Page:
C(118), C(166), C(214), C(262), C(310), C(317), C(319), C(325), C(332), C(334), C(341), C(343), C(349),
C(356), C(358), C(365), C(367), C(373), C(380), C(382), C(385), C(389), C(391), C(397), C(404), C(406),
C(409), C(413), C(415), and C(512) are not transmitted.

TABLE 6
TCH/AFS7.4 Codec:
The block of 154 bits {u(0)... u(153)} is encoded with the 1/3 rate
convolutional code defined by the
following polynomials:
G1/G3 = 1 + D + D3 + D4 / 1 + D + D2 + D3 + D4
G2/G3 = 1 + D2 + D4 / 1 + D + D2 + D3 + D4
G3/G3 = 1
resulting in 474 coded bits, {C(0)... C(473)} defined by:
r(k) = u(k) + r(k−1) + r(k−2) + r(k−3) + r(k−4)
C(3k) = r(k) + r(k−1) + r(k−3) + r(k−4)
C(3k+1) = r(k)+r(k−2)+r(k−4)
C(3k+2) = u(k) for k = 0, 1, ..., 153
and (for termination of the coder):
r(k) = 0
C(3k) = r(k)+r(k−1) + r(k−3) + r(k−4)
C(3k+1) = r(k)+r(k−2)+r(k−4)
C(3k+2) = r(k−1)+r(k−2)+r(k−3)+r(k−4) for k = 154, 155, ..., 157

TABLE 7
TCH/AFS6.7 Codec:
The block of 140 bits {u(0)... u(139)} is encoded with the 1/4 rate convolutional code defined by the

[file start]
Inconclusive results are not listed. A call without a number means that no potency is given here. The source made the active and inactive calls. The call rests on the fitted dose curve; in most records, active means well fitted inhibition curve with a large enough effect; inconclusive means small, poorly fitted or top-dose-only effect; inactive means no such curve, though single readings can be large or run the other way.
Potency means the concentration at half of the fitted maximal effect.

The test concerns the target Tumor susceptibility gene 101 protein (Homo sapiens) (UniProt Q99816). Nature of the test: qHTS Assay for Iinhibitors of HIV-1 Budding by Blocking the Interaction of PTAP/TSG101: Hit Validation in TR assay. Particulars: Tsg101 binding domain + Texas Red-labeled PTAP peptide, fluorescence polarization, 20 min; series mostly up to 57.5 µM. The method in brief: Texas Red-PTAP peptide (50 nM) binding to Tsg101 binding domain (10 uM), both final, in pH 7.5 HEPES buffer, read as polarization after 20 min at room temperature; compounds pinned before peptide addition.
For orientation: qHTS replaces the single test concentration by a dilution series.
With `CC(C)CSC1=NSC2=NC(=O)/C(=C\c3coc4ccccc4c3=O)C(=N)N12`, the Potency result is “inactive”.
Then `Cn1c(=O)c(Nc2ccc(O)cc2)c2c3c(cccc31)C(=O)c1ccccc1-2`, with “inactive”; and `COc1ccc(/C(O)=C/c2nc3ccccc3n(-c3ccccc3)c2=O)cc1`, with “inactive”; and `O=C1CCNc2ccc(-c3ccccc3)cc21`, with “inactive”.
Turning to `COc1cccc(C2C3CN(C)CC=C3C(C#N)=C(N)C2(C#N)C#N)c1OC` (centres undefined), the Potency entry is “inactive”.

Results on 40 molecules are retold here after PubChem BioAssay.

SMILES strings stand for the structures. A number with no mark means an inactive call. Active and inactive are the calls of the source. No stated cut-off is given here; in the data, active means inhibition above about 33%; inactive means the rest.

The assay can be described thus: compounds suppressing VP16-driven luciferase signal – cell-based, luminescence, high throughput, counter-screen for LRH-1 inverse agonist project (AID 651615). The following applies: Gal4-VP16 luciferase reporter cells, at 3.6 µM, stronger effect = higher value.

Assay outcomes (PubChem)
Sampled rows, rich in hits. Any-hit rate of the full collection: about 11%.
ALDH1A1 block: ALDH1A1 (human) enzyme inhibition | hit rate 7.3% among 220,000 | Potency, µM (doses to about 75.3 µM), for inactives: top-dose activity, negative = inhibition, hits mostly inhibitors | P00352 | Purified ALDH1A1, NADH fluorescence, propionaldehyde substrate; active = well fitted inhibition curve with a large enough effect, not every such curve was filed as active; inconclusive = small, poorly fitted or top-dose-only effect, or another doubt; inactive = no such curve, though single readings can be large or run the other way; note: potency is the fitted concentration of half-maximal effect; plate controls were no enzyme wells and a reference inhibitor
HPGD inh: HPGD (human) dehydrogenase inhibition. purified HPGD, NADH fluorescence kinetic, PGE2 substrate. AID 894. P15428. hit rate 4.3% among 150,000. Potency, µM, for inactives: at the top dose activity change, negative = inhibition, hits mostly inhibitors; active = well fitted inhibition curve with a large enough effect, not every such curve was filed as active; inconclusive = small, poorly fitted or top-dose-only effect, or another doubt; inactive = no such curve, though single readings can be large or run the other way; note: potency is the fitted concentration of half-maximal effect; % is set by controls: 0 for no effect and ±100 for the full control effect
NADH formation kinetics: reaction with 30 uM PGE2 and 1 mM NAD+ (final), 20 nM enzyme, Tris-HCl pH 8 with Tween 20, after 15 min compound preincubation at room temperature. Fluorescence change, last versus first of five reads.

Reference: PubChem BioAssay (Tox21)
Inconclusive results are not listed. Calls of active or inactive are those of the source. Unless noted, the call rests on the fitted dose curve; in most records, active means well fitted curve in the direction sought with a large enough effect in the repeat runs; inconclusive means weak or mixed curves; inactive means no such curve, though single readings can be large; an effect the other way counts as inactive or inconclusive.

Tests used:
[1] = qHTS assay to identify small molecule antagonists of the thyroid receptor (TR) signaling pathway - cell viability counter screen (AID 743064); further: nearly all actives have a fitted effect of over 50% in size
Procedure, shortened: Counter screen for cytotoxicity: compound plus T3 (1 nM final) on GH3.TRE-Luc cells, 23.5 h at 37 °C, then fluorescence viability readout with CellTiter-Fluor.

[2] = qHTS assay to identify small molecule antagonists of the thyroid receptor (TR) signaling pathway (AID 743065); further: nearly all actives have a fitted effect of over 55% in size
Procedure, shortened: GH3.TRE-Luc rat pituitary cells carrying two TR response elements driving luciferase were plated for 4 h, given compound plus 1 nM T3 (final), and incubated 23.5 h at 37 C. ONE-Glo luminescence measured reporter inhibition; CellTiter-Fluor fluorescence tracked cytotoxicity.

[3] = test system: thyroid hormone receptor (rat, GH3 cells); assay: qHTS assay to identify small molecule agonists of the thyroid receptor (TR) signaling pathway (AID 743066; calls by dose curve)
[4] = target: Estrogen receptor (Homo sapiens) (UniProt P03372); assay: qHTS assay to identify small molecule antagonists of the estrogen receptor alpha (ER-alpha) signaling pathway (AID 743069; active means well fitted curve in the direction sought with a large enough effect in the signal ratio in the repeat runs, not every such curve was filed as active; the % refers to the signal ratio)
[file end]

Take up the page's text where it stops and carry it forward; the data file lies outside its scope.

following polynomials:
G1/G3 = 1 + D + D3 + D4 / 1 + D + D2 + D3 + D4
G2/G3 = 1 + D2 + D4 / 1 + D + D2 + D3 + D4
G3/G3 = 1
G3/G3 = 1
producing 576 coded bits, {C(0)... C(575)} defined by:
r(k) = u(k) + r(k−1) + r(k−2) + r(k−3) + r(k−4)
C(4k) = r(k) + r(k−1) + r(k−3) + r(k−4)
C(4k+1) = r(k)+r(k−2)+r(k−4)
C(4k+2) = u(k)
C(4k+3) = u(k) for k = 0, 1, ..., 139; r(k) = 0 for k<0
Also (for termination of the coder):
r(k) = 0
C(4k) = r(k)+r(k−1) + r(k−3) + r(k−4)
C(4k+1) = r(k)+r(k−2)+r(k−4)
C(4k+2) = r(k−1)+r(k−2)+r(k−3)+r(k−4)
C(4k+3) = r(k−1)+r(k−2)+r(k−3)+r(k−4) for k = 140, 141, ..., 143
The code is punctured in such a way that the following 100 bits: C(1), C(3), C(7), C(11), C(15), C(27),
C(39), C(55), C(67), C(79), C(95), C(107), C(119), C(135), C(147), C(159), C(175), C(187), C(199),
C(215), C(227), C(239), C(255), C(267), C(279), C(287), C(291), C(295), C(299), C(303), C(307), C(311),
C(315), C(319), C(323), C(327), C(331), C(335), C(339), C(343), C(347), C(351), C(355), C(359), C(363),
C(367), C(369), C(371), C(375), C(377), C(379), C(383), C(385), C(387), C(391), C(393), C(395), C(399),
C(401), C(403), C(407), C(409), C(411), C(415), C(417), C(419), C(423), C(425), C(427), C(431), C(433),
C(435), C(439), C(441), C(443), C(447), C(449), C(451), C(455), C(457), C(459), C(463), C(465), C(467),